How Much Speed Do You Need for Live Video Game Streaming?
Watching other people play video games is almost as popular as playing them yourself. And people aren’t just watching big-name internet celebrities either. Twitch, the most popular game streaming platform, has over four million unique creators streaming every month.1 If you like sharing your gaming experiences with the world, you could be one of them.
One of the keys to a successful stream is an internet connection that can handle the video (like fiber). No one wants to spend time and money getting your lights and camera just right only for your internet connection to reduce your stream to a choppy, pixelated mess.
But not to worry! We’re here to walk you through everything you need to know about internet speeds and live video game streaming so you can get your stream just right.
Livestreaming is all about upload speed
Livestreaming is one of the few situations when download speed (the speed your internet plan typically advertises) doesn’t really matter. All you have to worry about is your upload speed. You can learn more about the difference between download and upload speed here.
When you’re livestreaming, video captured from your device is sent, or uploaded, from your home to video servers somewhere on the internet. This is the opposite direction that video data usually flows since most people consume more online video content than they create.
One more time: download speed doesn’t matter for livestreaming.
Upload speed is often a bit more difficult to estimate because most internet service providers (ISPs) don’t advertise it as prominently as they do download speeds (your “advertised” speed refers to your download speed). For most kinds of internet connection, your upload speed will be much lower than your download speed. Upload speed can also fluctuate, so the easiest way to find your actual upload speed is to take a speed test. If you want an upload speed that can match your download speed, your best bet is fiber.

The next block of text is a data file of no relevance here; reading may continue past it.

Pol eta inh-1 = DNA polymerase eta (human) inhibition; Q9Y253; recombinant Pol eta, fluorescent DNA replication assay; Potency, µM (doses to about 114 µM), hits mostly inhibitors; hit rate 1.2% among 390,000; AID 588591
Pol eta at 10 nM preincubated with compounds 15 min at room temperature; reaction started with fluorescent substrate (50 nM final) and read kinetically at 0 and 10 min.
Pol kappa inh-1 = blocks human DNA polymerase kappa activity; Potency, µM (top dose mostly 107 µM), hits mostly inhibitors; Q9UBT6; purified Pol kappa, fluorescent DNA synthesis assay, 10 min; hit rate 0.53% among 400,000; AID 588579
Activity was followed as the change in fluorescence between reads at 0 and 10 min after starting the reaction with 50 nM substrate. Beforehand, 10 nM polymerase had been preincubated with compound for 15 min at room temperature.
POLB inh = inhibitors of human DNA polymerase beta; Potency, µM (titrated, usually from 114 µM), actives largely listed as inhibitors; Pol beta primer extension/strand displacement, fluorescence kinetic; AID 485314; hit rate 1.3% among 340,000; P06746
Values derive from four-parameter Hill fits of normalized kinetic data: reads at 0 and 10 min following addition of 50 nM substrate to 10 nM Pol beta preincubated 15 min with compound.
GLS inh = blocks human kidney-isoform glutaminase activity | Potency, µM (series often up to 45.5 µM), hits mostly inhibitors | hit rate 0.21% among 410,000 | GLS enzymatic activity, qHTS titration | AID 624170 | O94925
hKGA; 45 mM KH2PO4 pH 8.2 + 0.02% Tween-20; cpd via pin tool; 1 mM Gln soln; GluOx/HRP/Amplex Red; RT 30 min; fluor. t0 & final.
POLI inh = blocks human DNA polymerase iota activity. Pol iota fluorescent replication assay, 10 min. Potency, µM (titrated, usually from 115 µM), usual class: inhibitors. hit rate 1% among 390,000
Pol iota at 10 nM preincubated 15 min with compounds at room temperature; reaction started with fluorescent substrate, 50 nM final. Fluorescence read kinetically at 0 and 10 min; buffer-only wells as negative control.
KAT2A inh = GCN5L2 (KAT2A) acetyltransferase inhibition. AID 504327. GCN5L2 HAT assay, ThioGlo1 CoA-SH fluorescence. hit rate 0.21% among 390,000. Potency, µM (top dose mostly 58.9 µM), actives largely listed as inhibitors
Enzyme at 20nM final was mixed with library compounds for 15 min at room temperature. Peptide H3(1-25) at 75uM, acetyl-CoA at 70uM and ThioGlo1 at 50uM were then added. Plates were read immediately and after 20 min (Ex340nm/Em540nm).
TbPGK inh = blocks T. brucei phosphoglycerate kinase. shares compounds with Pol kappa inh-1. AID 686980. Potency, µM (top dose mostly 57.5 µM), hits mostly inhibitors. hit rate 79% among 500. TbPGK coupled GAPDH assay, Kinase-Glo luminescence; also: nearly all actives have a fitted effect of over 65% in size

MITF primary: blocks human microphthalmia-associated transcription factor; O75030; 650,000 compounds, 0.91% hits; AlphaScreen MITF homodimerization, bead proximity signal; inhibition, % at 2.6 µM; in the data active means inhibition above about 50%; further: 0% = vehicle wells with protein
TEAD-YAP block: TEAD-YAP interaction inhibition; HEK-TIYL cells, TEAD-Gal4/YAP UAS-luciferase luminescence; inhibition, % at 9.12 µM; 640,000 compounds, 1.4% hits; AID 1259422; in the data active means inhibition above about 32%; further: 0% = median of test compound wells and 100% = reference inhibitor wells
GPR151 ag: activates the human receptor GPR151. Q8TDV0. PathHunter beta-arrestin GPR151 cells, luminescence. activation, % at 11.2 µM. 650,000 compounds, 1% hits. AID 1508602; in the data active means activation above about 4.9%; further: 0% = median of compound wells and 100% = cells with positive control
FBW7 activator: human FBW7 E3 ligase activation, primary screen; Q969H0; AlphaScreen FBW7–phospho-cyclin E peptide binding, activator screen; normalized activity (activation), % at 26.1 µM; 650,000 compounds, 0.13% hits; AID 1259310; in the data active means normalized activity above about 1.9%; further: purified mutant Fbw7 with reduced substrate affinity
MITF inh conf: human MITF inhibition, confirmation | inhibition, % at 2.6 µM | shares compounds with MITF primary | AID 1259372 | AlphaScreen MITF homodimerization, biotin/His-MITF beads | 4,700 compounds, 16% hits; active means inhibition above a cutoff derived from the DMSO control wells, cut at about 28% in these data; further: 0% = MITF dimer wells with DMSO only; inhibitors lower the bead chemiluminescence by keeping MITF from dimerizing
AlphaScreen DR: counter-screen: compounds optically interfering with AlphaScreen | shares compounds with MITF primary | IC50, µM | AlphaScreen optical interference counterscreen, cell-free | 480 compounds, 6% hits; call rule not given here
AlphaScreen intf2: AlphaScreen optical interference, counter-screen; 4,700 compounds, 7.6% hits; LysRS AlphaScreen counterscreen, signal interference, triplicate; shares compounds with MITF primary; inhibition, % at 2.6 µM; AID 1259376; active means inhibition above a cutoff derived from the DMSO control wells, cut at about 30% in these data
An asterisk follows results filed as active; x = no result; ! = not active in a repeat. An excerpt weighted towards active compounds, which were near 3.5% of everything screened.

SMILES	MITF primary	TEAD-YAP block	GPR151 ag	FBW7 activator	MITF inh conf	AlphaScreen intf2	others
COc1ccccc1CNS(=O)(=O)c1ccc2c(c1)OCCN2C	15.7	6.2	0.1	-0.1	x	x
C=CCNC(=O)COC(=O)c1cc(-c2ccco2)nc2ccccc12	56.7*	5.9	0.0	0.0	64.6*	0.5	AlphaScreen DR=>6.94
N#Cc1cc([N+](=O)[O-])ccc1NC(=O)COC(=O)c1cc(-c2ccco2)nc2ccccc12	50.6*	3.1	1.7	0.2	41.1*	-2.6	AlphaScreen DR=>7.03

That said, there are still plenty of online activities that require a good download speed. If you’re playing a game online or streaming royalty-free music while you’re on stream, you need to make sure you have enough download speed to ensure a smooth experience. However, the only number you need to worry about for getting your stream online is your upload speed.
Upload speed requirements for livestreaming across video platforms
We recommend having a minimum upload speed of 10 Mbps for livestreaming. On most platforms, this will give you a slight buffer to account for fluctuations in upload speed.
Different streaming platforms have different requirements when it comes to video quality. Some are optimized so that you can broadcast low-resolution video from your cell phone whenever you want, while others try to make it possible for viewers to tune in to TV-quality streams. While you can technically stream as long as you meet the minimum requirements, you should always plan to have at least an extra 5 Mbps to account for fluctuations in speed.
Here’s the breakdown of how much upload speed you’ll need to livestream on different platforms.
|Resolution||Min. upload speed|
|720p (30 fps)||3 Mbps|
|720p (60 fps)||4.5 Mbps|
|1080p (30 fps)||4.5 Mbps|
|1080p (60 fps)||6 Mbps|
Twitch is the biggest site for video game streaming, so if you want to be a streamer, you should be able to stream on Twitch. Fortunately, it gives streamers a few different recommendations for resolution and frame rate.
For context, 30 frames per second (fps) is the standard frame rate for television, while 60 fps is a common framerate in video games. Just like resolution, frame rate affects the amount of speed you need to stream, so if you don’t have the fastest connection, you might have to make a trade-off.
|Resolution||Min. upload speed|
|720p (30 fps)||4 Mbps|
Facebook keeps it simple, listing only the absolute minimum requirements for streaming on the platform. But that’s not to say you can’t achieve a decent video quality with Facebook.
Although you can start a livestream on Facebook with nothing more than your phone and the Facebook app, Facebook Live is also compatible with standard streaming software like OBS Studio, Streamlabs OBS, and vMix.
|Resolution||Min. upload speed|
|720p (60 fps)||2.2 Mbps|
|1080p (60 fps)||3 Mbps|
|1440p (60 fps)||9 Mbps|
|4K/2160p (30 fps)||13 Mbps|
|4K/2160p (60 fps)||20 Mbps|
YouTube has a staggering amount of recommendations, ranging from a 240p stream (which is the resolution of an old Nokia cell phone or a Game Boy Advance) to streaming in full 4K UHD.2, 3 We’d recommend shooting for somewhere in the middle. Plenty of professional streamers stream at 1080p, and that’s a high enough resolution to look good on everything from cell phones to TV screens.
You need extra internet speed for a stable video stream
We suggest that you try to have 10–15 Mbps more upload speed than the minimum requirement for the quality of video you’re trying to stream and even more if you know that your connection has regular issues with slowdown.